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Other Birth Control Options

How Do IUDs Work?

There are two types of IUDs available in the United States. One type releases the hormone progestin, which causes the cervical mucus to become thicker so the sperm cannot reach the egg. There are two hormone IUDs available: Mirena can be used for up to 5 years and the Skyla can be implanted for up to 3 years.

The other type doesn't use hormones. It contains copper, which is slowly released into the uterine cavity. The copper stops the sperm from making it through the vagina and uterus to reach the egg, thus preventing fertilization. There is one copper IUD available, the ParaGard T380A, which can be kept in place for up to 10 years.

How Effective Is the IUD?

The IUD is 99% effective.

How Is an IUD Used?

Once the IUD has been inserted by your doctor, you do not need to take any further steps to prevent pregnancy until it is time to replace it. How long it lasts depends on the type of IUD you receive.

Do IUDs Protect Against Sexually Transmitted Diseases?

No. IUDs do not protect against STDs, including HIV (the virus that causes AIDS). The male latex condom provides the best protection from most STDs.

Are There Side Effects Associated With IUDs?

IUDs rarely cause serious side effects when used in a monogamous relationship (having only one sex partner). Side effects include, painful and heavy periods or frequent spotting, backaches, and headaches. Discuss these side effects with your doctor.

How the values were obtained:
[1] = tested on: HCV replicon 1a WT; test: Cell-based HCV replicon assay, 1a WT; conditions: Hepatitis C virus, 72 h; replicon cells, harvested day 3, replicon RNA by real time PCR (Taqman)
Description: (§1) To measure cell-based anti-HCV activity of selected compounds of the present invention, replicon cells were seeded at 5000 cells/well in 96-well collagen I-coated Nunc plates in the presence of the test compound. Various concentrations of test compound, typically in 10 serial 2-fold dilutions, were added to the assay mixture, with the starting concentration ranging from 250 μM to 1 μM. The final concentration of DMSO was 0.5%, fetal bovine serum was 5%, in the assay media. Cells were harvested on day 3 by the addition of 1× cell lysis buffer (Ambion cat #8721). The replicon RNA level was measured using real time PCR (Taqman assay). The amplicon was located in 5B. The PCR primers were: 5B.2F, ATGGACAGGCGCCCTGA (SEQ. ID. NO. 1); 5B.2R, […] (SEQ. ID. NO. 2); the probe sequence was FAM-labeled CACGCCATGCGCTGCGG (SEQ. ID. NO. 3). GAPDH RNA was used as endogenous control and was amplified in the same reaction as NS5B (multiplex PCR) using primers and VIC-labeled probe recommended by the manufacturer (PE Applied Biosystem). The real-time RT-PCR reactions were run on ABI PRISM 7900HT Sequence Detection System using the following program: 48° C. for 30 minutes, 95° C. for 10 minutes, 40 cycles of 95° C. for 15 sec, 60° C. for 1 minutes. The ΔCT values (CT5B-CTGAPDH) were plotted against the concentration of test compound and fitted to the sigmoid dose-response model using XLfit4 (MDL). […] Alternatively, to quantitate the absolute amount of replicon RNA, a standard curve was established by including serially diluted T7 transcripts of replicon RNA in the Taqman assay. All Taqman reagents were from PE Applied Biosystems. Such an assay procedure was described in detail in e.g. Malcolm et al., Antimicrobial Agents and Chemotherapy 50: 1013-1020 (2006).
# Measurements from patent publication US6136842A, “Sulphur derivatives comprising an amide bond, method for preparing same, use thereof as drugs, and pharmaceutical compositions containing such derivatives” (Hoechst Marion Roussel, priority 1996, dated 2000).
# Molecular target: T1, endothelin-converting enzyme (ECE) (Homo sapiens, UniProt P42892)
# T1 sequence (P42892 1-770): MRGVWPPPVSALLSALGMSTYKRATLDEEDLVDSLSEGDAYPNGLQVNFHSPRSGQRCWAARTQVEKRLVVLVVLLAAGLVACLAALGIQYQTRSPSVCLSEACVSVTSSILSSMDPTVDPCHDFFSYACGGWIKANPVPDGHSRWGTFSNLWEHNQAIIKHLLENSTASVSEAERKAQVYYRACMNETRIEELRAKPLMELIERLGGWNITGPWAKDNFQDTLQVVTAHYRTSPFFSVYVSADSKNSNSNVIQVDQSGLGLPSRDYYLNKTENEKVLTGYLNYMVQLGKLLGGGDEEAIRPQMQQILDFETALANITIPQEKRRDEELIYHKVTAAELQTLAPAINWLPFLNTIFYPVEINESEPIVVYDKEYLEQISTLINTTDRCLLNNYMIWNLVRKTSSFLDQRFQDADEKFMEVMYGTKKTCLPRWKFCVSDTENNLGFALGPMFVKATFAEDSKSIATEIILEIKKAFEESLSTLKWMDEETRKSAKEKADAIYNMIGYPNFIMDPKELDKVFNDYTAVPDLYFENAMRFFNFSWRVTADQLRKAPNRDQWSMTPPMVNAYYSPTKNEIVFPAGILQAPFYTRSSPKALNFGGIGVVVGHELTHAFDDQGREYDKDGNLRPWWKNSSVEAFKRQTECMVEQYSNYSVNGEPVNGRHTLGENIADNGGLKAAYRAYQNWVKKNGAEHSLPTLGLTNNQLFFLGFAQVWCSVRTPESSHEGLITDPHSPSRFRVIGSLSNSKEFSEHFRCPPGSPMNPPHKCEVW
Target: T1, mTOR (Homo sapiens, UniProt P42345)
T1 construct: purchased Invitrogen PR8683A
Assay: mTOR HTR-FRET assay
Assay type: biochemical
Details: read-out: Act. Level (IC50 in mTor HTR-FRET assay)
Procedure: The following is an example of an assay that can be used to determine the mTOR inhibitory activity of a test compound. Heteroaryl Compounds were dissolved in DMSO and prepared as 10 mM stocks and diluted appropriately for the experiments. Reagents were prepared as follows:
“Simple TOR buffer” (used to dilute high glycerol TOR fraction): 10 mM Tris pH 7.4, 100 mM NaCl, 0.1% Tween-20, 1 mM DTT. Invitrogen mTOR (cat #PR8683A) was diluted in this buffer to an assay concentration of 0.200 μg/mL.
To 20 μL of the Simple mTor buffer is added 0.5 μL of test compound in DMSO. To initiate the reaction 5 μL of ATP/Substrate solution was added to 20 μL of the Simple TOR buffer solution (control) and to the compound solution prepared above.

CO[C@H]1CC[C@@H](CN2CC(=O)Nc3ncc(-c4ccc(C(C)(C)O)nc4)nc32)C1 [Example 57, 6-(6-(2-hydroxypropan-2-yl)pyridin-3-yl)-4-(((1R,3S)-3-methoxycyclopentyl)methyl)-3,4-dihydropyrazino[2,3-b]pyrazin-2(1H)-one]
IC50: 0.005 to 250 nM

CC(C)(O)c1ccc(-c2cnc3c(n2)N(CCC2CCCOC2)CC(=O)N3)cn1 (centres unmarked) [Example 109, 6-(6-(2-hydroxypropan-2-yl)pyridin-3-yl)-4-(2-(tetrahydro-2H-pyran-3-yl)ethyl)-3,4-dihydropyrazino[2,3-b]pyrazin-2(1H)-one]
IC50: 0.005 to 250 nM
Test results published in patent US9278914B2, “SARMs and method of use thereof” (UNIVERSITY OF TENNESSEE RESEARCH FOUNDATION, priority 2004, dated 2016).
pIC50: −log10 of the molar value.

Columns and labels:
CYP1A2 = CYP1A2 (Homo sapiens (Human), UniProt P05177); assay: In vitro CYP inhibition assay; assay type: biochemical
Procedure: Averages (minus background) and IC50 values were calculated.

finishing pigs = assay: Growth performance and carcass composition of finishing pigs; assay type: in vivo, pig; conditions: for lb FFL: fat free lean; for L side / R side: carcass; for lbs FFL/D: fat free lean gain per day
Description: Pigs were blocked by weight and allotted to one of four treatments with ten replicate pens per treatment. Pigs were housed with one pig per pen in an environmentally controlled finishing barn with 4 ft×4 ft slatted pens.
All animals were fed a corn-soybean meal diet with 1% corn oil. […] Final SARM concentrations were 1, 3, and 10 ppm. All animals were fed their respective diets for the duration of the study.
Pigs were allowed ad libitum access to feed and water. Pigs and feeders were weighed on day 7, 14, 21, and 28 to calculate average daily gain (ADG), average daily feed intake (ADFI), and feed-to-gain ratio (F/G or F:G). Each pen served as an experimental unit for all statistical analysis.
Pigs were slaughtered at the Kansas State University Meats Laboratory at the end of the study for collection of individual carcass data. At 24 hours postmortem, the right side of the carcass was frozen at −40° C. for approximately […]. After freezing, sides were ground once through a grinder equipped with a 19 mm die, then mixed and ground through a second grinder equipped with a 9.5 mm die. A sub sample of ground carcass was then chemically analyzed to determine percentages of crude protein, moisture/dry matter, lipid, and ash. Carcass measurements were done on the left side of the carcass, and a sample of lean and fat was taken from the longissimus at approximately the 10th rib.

Mirena is associated with lighter menstrual periods.

Are There Risks Associated With IUDs?

IUDs carry some health risks. They include:

  • Menstrual problems. The copper IUD may increase menstrual bleeding or cramps. Women may also experience spotting between periods. The hormonal IUD may reduce menstrual cramps and bleeding.
  • Perforation. In 1 out of 1,000 women, the IUD will get stuck in or puncture (perforate) the uterus. Although perforation is rare, it almost always occurs during insertion. The IUD should be removed if the uterus has been perforated.
  • Expulsion. About 2 to 10 out of 100 IUDs are pushed out (expelled) from the uterus into the vagina during the first year. This usually happens in the first few months of use. Expulsion is more likely when the IUD is inserted right after childbirth or in a woman who has not carried a pregnancy. When an IUD has been expelled, you are no longer protected against pregnancy.

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